That involves getting permits for the entire length of the line, which often runs through multiple cities, counties, states — and in some cases also crosses national boundaries, requiring a presidential permit. Much of the objection usually comes from people who don’t want the line nearby their homes or businesses, aka NIMBY, Anderson points out.

Complicating matters is the country’s decentralized transmission planning system, which shares authority with a vast network of agencies. “There’s tension between the states and federal government and everyone gets involved,” Anderson said, adding that a dozen agencies could easily weigh in on a single project. “Landmass agencies, environmental regulators, energy regulators -– it’s just kind of a brawl.”

Getting everyone to get along is especially difficult when the various agencies don’t necessarily share common goals, but instead are looking out for their specific ratepayers, said Jim Baak, director of policy for utility-scale solar at Vote Solar. It’s tough to figure out who pays for what, who builds the transmission, how the developers will interconnect with the transmission and the timing of the electricity transfers.

Poster Child of Transmission: Path 15

How bad is it? The story of Path 15, a major power corridor that connects the northern and southern parts of California, illustrates how all these factors can impact transmission. The story starts way back in the 1980s, when California utilities realized that Path 15 was becoming congested and needed improvements to prevent outages.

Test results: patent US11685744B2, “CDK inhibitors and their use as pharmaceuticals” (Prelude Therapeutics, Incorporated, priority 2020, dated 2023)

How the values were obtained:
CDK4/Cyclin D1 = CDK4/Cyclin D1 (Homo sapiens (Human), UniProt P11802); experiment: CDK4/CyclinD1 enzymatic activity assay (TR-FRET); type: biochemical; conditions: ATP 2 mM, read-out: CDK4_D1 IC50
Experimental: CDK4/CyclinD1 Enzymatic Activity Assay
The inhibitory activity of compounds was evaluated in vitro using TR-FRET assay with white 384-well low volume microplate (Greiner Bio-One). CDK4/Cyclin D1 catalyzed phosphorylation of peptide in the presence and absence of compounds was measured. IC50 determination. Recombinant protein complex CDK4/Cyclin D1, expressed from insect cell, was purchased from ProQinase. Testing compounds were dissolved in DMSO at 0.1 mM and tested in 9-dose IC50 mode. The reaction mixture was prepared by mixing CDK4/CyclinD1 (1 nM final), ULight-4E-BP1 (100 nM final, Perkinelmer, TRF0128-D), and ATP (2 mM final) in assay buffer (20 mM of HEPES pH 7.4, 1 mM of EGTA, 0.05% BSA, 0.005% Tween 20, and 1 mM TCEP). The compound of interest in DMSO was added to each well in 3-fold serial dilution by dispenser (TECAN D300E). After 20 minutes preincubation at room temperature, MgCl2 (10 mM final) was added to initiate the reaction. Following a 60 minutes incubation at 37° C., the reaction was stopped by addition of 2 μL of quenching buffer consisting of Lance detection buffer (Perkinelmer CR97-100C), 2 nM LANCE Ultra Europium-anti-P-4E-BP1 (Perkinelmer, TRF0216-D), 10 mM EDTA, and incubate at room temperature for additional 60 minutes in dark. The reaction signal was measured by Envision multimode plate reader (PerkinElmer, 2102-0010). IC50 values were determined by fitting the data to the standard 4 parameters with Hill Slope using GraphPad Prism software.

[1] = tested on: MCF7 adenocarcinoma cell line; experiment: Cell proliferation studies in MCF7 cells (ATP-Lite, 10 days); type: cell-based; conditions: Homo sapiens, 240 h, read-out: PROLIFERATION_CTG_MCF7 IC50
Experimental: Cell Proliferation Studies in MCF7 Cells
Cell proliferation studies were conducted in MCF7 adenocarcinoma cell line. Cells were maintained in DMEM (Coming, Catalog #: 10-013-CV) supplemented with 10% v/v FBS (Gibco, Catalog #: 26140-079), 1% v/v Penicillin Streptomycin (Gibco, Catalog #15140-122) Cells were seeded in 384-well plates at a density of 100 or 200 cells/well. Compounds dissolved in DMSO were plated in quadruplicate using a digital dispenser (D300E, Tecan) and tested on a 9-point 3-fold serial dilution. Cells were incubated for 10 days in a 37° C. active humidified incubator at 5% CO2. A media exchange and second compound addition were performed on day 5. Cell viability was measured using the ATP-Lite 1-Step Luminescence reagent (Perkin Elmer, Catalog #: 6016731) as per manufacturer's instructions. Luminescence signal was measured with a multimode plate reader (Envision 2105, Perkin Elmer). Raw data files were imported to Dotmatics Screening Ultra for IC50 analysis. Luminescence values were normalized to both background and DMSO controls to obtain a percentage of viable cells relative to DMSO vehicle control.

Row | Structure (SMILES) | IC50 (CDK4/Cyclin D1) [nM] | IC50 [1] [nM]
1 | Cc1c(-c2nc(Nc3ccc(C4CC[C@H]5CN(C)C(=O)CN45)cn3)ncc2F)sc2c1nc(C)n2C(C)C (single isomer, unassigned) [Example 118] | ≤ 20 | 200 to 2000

The Western Energy Coordinating Council, the Transmission Agency of Northern California and the Pacific Gas and Electric Co. began studying the issue in 1988 as part of a project to build transmission between California and Oregon. The groups proposed a new 85-mile line that would connect Los Banos, Calif., and Gates, Calif., to help relieve the strain.

The first major hurdle was an environmental impact study, which concluded that the project would have no significant adverse environmental impacts. In spite of the study, the California Public Utilities Commission rejected PG&E’s proposal to build the line. The commission decided it wasn’t the most economical use of money for investors, and wouldn’t allow PG&E to recoup its investment through its ratepayers, instead suggesting other steps to help relieve the grid.